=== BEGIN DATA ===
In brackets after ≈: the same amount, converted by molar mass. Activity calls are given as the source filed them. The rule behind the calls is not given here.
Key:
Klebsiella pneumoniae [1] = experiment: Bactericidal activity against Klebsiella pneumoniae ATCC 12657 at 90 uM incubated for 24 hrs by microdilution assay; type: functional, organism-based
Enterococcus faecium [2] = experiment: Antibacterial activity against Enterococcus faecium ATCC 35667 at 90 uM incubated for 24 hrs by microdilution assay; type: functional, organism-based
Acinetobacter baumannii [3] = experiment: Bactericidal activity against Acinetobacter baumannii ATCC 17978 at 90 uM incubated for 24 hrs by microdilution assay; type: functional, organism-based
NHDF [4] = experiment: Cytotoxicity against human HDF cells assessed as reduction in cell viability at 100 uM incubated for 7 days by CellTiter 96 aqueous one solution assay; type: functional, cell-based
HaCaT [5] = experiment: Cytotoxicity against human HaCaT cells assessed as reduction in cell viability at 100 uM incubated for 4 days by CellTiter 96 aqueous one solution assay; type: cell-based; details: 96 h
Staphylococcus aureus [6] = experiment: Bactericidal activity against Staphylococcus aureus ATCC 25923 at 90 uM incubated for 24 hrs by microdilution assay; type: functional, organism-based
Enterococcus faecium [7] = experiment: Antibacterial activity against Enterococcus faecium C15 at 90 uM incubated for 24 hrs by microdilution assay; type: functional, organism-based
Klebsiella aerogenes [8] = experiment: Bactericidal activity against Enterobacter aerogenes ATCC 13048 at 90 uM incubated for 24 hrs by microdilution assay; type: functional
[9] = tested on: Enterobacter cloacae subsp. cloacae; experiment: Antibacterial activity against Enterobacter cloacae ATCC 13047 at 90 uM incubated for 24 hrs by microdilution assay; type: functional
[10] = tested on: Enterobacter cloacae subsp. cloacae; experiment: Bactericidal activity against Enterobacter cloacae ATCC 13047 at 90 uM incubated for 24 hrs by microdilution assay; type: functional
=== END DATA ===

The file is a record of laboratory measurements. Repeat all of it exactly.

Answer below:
In brackets after ≈: the same amount, converted by molar mass. Activity calls are given as the source filed them. The rule behind the calls is not given here.
Key:
Klebsiella pneumoniae [1] = experiment: Bactericidal activity against Klebsiella pneumoniae ATCC 12657 at 90 uM incubated for 24 hrs by microdilution assay; type: functional, organism-based
Enterococcus faecium [2] = experiment: Antibacterial activity against Enterococcus faecium ATCC 35667 at 90 uM incubated for 24 hrs by microdilution assay; type: functional, organism-based
Acinetobacter baumannii [3] = experiment: Bactericidal activity against Acinetobacter baumannii ATCC 17978 at 90 uM incubated for 24 hrs by microdilution assay; type: functional, organism-based
NHDF [4] = experiment: Cytotoxicity against human HDF cells assessed as reduction in cell viability at 100 uM incubated for 7 days by CellTiter 96 aqueous one solution assay; type: functional, cell-based
HaCaT [5] = experiment: Cytotoxicity against human HaCaT cells assessed as reduction in cell viability at 100 uM incubated for 4 days by CellTiter 96 aqueous one solution assay; type: cell-based; details: 96 h
Staphylococcus aureus [6] = experiment: Bactericidal activity against Staphylococcus aureus ATCC 25923 at 90 uM incubated for 24 hrs by microdilution assay; type: functional, organism-based
Enterococcus faecium [7] = experiment: Antibacterial activity against Enterococcus faecium C15 at 90 uM incubated for 24 hrs by microdilution assay; type: functional, organism-based
Klebsiella aerogenes [8] = experiment: Bactericidal activity against Enterobacter aerogenes ATCC 13048 at 90 uM incubated for 24 hrs by microdilution assay; type: functional
[9] = tested on: Enterobacter cloacae subsp. cloacae; experiment: Antibacterial activity against Enterobacter cloacae ATCC 13047 at 90 uM incubated for 24 hrs by microdilution assay; type: functional
[10] = tested on: Enterobacter cloacae subsp. cloacae; experiment: Bactericidal activity against Enterobacter cloacae ATCC 13047 at 90 uM incubated for 24 hrs by microdilution assay; type: functional